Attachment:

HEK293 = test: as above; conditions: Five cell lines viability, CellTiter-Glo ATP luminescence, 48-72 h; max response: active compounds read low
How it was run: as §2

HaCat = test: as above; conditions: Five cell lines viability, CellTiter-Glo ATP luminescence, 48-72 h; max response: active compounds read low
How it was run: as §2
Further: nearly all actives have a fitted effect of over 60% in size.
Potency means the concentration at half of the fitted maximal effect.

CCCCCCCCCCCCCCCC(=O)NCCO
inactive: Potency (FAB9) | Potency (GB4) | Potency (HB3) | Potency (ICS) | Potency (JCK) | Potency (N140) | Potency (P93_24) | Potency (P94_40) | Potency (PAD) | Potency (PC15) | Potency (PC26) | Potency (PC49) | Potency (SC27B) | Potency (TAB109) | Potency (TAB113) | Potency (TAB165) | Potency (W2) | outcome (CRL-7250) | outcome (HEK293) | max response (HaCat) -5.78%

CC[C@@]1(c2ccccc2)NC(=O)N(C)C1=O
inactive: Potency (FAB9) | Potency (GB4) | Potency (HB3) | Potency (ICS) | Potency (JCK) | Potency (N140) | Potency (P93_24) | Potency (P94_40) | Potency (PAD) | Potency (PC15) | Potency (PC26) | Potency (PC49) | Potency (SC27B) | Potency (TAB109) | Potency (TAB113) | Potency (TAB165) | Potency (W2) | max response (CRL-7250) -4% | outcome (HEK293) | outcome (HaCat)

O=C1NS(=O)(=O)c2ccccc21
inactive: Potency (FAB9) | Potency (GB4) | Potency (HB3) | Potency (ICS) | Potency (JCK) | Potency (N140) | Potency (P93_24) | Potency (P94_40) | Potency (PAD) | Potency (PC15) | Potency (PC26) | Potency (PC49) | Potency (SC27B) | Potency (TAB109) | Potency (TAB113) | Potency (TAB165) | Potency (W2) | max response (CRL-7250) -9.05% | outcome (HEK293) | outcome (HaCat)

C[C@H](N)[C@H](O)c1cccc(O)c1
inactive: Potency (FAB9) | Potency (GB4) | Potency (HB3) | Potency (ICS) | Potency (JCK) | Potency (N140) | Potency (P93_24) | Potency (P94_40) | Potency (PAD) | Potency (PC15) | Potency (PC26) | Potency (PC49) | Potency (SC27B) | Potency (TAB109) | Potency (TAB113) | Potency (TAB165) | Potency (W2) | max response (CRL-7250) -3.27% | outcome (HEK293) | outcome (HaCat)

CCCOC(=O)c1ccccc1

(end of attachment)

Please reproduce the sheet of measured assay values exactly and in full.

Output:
HEK293 = test: as above; conditions: Five cell lines viability, CellTiter-Glo ATP luminescence, 48-72 h; max response: active compounds read low
How it was run: as §2

HaCat = test: as above; conditions: Five cell lines viability, CellTiter-Glo ATP luminescence, 48-72 h; max response: active compounds read low
How it was run: as §2
Further: nearly all actives have a fitted effect of over 60% in size.
Potency means the concentration at half of the fitted maximal effect.

CCCCCCCCCCCCCCCC(=O)NCCO
inactive: Potency (FAB9) | Potency (GB4) | Potency (HB3) | Potency (ICS) | Potency (JCK) | Potency (N140) | Potency (P93_24) | Potency (P94_40) | Potency (PAD) | Potency (PC15) | Potency (PC26) | Potency (PC49) | Potency (SC27B) | Potency (TAB109) | Potency (TAB113) | Potency (TAB165) | Potency (W2) | outcome (CRL-7250) | outcome (HEK293) | max response (HaCat) -5.78%

CC[C@@]1(c2ccccc2)NC(=O)N(C)C1=O
inactive: Potency (FAB9) | Potency (GB4) | Potency (HB3) | Potency (ICS) | Potency (JCK) | Potency (N140) | Potency (P93_24) | Potency (P94_40) | Potency (PAD) | Potency (PC15) | Potency (PC26) | Potency (PC49) | Potency (SC27B) | Potency (TAB109) | Potency (TAB113) | Potency (TAB165) | Potency (W2) | max response (CRL-7250) -4% | outcome (HEK293) | outcome (HaCat)

O=C1NS(=O)(=O)c2ccccc21
inactive: Potency (FAB9) | Potency (GB4) | Potency (HB3) | Potency (ICS) | Potency (JCK) | Potency (N140) | Potency (P93_24) | Potency (P94_40) | Potency (PAD) | Potency (PC15) | Potency (PC26) | Potency (PC49) | Potency (SC27B) | Potency (TAB109) | Potency (TAB113) | Potency (TAB165) | Potency (W2) | max response (CRL-7250) -9.05% | outcome (HEK293) | outcome (HaCat)

C[C@H](N)[C@H](O)c1cccc(O)c1
inactive: Potency (FAB9) | Potency (GB4) | Potency (HB3) | Potency (ICS) | Potency (JCK) | Potency (N140) | Potency (P93_24) | Potency (P94_40) | Potency (PAD) | Potency (PC15) | Potency (PC26) | Potency (PC49) | Potency (SC27B) | Potency (TAB109) | Potency (TAB113) | Potency (TAB165) | Potency (W2) | max response (CRL-7250) -3.27% | outcome (HEK293) | outcome (HaCat)

CCCOC(=O)c1ccccc1